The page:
Best Linux distribution of 2017

Distribution of Linux


A Linux distribution is often abbreviated as distro. It is an operating system based on Linux kernel. Almost 600 Linux distributions exists with close to 500 out of those in active development. Each distribution has its own significance.

For Example:

embedded devices – OpenWrt
personal computers – Linux mint
supercomputer – Rocks cluster distribution
server – centos  ..etc.
Major Linux distributions are –

Distributions are normally segmented into packages. Each package contains a specific application or service.

package manager or package management system is a collection of software tools that automate the process of installing, upgrading, configuring, and removing computer programs for a computer’s operating system in a consistent manner.

RPM stands for Red hat package manager. It is a default open source and most popular package management utility for Red Hat based systems like (RHEL, CentOS and Fedora). The tool allows system administrators and users to install, update, uninstall, query, verify and manage system software packages in Unix/Linux operating systems.


Zypper is a command line package manager which makes use of libzypp. Zypper provides functions like repository access, dependency solving, package installation, etc.

Here is the list of Distrowatch rankings of last 1 month (June 2017) for best Linux distribution.
 You can see the whole list at:

1. Mint

The current number 1 distribution in the Distrowatch rankings. Linux Mint’s success is down to its ease of use and the traditional desktop interface. Based on Ubuntu, Linux Mint takes it to another level with good innovation and it is very stable.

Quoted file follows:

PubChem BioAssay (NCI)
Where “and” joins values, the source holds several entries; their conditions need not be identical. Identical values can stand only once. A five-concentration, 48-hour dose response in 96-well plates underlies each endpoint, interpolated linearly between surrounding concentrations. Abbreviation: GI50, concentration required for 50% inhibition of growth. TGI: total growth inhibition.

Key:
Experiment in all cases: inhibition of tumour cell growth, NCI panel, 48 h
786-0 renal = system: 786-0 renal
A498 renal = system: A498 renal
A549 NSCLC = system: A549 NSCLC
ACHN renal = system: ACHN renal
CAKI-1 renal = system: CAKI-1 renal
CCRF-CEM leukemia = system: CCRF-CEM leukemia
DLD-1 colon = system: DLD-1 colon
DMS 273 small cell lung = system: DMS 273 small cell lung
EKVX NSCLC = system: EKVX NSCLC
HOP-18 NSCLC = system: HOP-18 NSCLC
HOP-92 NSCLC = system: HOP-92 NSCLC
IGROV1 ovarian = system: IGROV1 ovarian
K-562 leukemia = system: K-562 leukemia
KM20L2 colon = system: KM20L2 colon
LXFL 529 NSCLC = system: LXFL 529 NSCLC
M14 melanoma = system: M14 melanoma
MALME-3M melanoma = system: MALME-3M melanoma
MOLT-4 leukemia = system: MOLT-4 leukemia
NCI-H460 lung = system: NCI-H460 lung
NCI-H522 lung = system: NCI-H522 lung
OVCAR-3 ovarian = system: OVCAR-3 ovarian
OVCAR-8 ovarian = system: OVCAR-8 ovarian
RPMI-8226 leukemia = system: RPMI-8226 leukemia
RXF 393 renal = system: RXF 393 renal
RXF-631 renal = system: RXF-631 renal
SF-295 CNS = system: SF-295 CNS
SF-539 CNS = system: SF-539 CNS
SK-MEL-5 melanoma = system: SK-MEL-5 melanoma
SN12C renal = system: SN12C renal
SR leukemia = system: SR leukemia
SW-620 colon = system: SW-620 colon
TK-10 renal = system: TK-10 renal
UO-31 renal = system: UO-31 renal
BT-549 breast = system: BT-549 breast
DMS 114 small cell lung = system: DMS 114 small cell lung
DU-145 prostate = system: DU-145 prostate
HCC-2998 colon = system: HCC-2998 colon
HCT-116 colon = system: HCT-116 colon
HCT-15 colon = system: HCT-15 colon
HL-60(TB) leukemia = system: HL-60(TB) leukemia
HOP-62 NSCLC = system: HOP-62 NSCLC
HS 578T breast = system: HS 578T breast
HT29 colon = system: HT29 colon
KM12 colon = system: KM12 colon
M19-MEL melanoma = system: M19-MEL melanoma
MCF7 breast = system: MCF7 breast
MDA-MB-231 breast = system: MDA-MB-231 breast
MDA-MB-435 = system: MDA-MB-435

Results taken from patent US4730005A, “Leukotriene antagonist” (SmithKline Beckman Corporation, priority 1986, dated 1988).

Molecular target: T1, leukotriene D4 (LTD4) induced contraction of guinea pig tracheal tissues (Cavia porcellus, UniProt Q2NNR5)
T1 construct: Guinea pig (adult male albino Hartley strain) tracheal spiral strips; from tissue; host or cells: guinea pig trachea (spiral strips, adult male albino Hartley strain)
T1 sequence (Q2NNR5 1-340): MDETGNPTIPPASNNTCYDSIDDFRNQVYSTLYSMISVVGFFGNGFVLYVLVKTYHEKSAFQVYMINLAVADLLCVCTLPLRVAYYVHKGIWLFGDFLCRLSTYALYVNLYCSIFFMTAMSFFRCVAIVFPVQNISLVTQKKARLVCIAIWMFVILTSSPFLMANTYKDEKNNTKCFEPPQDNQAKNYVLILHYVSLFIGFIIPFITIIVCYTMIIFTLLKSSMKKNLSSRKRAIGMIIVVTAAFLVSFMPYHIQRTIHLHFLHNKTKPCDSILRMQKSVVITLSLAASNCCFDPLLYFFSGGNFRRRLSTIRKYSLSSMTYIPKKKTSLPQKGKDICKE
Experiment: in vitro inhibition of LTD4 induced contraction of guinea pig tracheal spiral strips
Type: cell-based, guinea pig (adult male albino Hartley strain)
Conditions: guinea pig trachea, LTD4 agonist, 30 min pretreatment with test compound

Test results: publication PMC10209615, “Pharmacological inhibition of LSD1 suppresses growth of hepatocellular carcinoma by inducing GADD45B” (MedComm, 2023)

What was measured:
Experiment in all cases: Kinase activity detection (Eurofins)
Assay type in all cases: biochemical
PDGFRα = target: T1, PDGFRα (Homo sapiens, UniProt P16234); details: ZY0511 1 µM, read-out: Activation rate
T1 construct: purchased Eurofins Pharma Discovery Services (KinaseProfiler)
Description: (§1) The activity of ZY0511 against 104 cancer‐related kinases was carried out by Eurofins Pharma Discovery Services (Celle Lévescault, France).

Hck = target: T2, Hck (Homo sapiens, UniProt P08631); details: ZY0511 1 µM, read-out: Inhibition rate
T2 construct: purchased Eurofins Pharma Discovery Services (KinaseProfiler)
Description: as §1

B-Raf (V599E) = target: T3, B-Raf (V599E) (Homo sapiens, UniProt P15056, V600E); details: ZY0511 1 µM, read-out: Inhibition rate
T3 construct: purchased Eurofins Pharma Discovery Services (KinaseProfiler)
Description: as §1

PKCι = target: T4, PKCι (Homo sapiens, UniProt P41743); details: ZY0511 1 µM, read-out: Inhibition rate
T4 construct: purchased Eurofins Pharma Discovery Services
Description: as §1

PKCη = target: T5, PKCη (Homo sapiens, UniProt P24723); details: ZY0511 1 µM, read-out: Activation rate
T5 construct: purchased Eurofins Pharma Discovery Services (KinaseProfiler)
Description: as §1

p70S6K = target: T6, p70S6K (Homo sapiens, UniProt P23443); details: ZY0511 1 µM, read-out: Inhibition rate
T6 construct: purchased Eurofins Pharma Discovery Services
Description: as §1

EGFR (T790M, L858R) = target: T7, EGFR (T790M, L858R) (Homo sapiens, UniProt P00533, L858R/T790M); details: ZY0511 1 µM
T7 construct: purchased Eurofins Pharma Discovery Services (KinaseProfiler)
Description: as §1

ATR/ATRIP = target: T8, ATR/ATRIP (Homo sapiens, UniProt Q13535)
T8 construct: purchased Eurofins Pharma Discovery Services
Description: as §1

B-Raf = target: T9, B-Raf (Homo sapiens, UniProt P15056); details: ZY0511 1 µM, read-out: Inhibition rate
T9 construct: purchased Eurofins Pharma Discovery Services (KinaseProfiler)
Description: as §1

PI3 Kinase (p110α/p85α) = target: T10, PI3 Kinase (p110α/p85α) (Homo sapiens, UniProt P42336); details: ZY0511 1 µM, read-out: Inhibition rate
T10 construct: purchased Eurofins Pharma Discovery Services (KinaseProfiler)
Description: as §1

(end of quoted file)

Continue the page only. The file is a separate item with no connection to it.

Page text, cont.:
Linux Mint first hit the top 10 in 2007 and hit the top spot for the first time in 2011 (probably due to the initial Ubuntu Unity disaster) and it has stayed there ever since. Linux Mint is a stable, robust, and elegant Ubuntu-based distribution.

Pros:

Superb collection of “minty” tools developed in-house, hundreds of user-friendly enhancements, inclusion of multimedia codecs, open to users’ suggestions

Cons: 

The alternative “community” editions don’t always include the latest features, the project does    not issue security advisories

Software package management: 

Advanced Package Tool (APT) with mintInstall using DEB packages (compatible with Ubuntu repositories)

Available editions:

A “Main” edition (with MATE and Cinnamon), “Community” editions (with KDE and Xfce), Linux Mint “Debian” edition (with MATE or Cinnamon).

2. Debian

Debian is the only distribution to have been in the top 10 since 2002. Its highest position is 2 and that is its current ranking. Debian is a founding father of Linux and it provides the base for many of the other distributions available today including Ubuntu and Linux Mint.

It is used by professionals and large businesses make it a key distribution for people thinking of getting into Linux as a career choice. It is relatively easy to install and is highly customizable and it is easy to use. In addition, it is the distribution with the largest number of available packages and one of the top choices for servers.

· Pros:

Very stable; remarkable quality control; includes over 30,000 software packages; supports more processor architectures than any other Linux distribution

· Cons: 

Conservative – due to its support for many processor architectures, newer technologies are not always included; slow release cycle (one stable release every 1 – 3 years); discussions on developer mailing lists and blogs can be uncultured at times.